|Photos||Video & Audio||Blogs||Statistics||Archive||Shop||Mobile|
Alex Brown at Cardiff
July 11, 2009
Tensions between the England and Australia camps boiled over on Sunday morning, with Kevin Pietersen and Mitchell Johnson involved in a heated confrontation during the warm-ups. As both teams prepared for the final day's play, Pietersen, the not out batsman, struck a pull-shot in the direction of the Australians, provoking an irascible response from the tourists.
Johnson, Australia's pace spearhead, kicked the ball away and marched across to the England batsman with several of his countrymen in tow. Pietersen, also accompanied by team-mates, responded by advancing on the Australians, but a serious confrontation was averted when Johnson was ushered away by Stuart Clark, the Australian 12th man. Australia would later win the battle, however, dismissing Pietersen for 8 shouldering arms to a straight Ben Hilfenhaus delivery.
The verbal exchange highlighted the tension between the two sides as the first Ashes Test drew to a close. England's desperation to save the match was summed up by Paul Collingwood's call to arms on Saturday evening, imploring his team-mates to shake off the fatigue of 181 overs in the field and turn in one final act of batting defiance to save the match.
The task was never going to be easy. Johnson's removal of Alastair Cook, trapped lbw playing around his front pad, and Ben Hilfenhaus' fortuitous dismissal of Ravi Bopara, adjudged lbw to a ball that would have comfortably cleared the stumps, left England reeling at 20 for 2 and still trailing by 219 on Saturday. Not even heavy showers, which washed out the final session, could deny Australia's charge on a day in which the tourists extended their first innings total to 674 for 6 across 181 chastening overs for England and three new balls.
Light rain was predicted for Cardiff on Sunday, but the Australians nonetheless fancied their chances of claiming the required eight wickets on a wearing fifth-day Sophia Gardens track. The tourists were further motivated by the prospect of taking a 1-0 lead into the second Test at Lord's; a venue at which they haven't tasted defeat since 1934.
Collingwood, cognisant of England's precarious position in the match, acknowledged the danger of allowing a young Australian side the confidence boost of a 1-0 series lead heading to London. "Soul-destroying is a little over the top, but it's been a tough day," Collingwood said. "A few decisions, a couple of things went against us, but you have to be tough as a cricketer. You do feel as though nothing's going right for you. You have to get them out of the system, and get the brain into gear for what we have to do tomorrow.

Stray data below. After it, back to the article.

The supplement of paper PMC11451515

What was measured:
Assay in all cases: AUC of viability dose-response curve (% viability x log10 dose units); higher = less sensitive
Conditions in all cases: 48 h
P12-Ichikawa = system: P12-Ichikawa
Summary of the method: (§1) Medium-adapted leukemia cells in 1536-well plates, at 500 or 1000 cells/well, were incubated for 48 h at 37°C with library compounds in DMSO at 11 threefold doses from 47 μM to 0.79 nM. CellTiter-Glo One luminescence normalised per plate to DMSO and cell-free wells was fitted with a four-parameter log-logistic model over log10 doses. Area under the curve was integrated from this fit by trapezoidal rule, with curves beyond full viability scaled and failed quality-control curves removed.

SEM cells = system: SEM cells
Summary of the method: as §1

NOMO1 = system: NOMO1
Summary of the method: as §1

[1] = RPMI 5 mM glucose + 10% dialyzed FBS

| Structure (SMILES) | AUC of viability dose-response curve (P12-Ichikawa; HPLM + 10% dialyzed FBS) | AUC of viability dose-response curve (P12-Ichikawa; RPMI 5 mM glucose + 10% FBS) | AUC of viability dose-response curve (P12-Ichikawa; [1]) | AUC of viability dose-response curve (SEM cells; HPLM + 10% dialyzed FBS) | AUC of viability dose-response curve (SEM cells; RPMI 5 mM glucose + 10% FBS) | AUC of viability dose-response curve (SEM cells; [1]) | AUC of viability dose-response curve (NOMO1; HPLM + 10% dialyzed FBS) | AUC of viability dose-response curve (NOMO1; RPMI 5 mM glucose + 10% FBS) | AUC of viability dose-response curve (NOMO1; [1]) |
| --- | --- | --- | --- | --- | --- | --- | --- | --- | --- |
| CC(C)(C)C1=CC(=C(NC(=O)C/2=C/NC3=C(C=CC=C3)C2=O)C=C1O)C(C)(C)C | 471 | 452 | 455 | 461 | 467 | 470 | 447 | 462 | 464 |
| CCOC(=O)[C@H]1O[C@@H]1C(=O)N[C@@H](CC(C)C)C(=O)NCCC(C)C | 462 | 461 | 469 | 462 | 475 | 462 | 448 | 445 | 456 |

"I think the batsmen have got to take responsibility. We've got three sessions to bat tomorrow, and got to see them through as an individual and not leave it to anyone else. In the first innings we all got starts and didn't go on. Tomorrow is about putting the hand up and being the man to see the three sessions through.
"We want to go into the next Test level. Hopefully the ball won't swing - we didn't get any which was obviously disappointing - so hopefully that continues. And we've got to combat the spin of [Nathan] Hauritz. We've got to bat well but we believe we've got the players in the shed to see the day through."
The Australians, meanwhile, were buoyant at the prospect of scything through the England batting card by capitalising on the hosts' weariness from seven sessions in the field. Nathan Hauritz was handed the opportunity to spin Australia to victory on a deteriorating Cardiff surface, and cement his place in the starting XI for the remainder of the series.
Marcus North, who completed a brilliant unbeaten 125 on Saturday, expressed supreme confidence that Australia's bowlers would claim the final eight wickets and seal a famous innings victory. "At the moment there's probably only one winner, so hopefully the weather stays away and we've got a full day of play tomorrow," North said. "We've got a healthy lead on a wicket that's wearing.
"To be fair, they stuck at it pretty well. I don't think I've ever seen a cricket team that can be in the field for that long and have great body language. It does take its toll ... (but) it wasn't like they gave up. The conditions were pretty tough, and when you take the third new ball and the bowlers are quite stiff and sore it can be hard work. Batting in that situation, we have the freedom; we had no pressure on us. Hopefully now that we've ground them in there in the field for a couple of days, they can have some heavy legs tomorrow when they come out and bat.
"There was a lot of talk about England's spin causing us a lot of problems. To combat that with what we've achieved over the last couple of days is pretty pleasing. To wrap that off tomorrow with a win - to be 1-0 up at a venue which at the start of the series everyone fancied England's chances - would be a great confidence boost especially leading into Lord's and the success the Australian cricket team has there. The first step is tomorrow."
The cricket world reacts to the passing away of Phillip Hughes
It is impossible to imagine how Sean Abbott must feel after sending down that bouncer to Phillip Hughes. While the cricket world hopes for Hughes' recovery, it should also ensure Abbott is supported
The sickening blow that struck Phillip Hughes is a reminder of the ever-present dangers associated with facing fast bowlers, even while wearing a helmet
Pakistan have notched up some fine wins under Misbah-ul-Haq's leadership, but they haven't yet achieved consistent results outside the UAE
Going out to play cricket today would have been near enough to impossible. Even doing so next week in the nets and at the Gabba for the first Test will be difficult